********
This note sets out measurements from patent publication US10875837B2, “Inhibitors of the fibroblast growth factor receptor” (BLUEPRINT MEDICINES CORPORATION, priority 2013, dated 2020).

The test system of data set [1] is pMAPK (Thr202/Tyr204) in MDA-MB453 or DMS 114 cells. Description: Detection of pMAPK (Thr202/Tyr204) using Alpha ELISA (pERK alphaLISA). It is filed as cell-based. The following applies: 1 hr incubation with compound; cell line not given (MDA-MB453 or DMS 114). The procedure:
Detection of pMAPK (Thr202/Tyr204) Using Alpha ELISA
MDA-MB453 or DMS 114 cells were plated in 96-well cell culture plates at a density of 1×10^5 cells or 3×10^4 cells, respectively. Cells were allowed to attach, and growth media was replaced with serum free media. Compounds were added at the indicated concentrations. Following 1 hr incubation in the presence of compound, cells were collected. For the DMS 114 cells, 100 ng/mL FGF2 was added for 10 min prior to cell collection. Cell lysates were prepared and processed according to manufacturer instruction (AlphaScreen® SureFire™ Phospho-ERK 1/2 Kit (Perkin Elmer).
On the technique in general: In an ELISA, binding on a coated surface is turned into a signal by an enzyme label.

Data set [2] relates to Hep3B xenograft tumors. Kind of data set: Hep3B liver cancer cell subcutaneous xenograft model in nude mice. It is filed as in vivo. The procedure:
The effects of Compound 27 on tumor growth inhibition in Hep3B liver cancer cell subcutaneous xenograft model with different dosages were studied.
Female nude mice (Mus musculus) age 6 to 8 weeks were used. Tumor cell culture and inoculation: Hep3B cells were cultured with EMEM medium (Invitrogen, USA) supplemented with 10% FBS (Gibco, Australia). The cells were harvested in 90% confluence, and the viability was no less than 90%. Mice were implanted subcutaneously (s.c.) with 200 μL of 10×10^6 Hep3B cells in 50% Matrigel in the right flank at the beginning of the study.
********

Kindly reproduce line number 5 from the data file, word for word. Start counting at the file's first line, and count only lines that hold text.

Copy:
On the technique in general: In an ELISA, binding on a coated surface is turned into a signal by an enzyme label.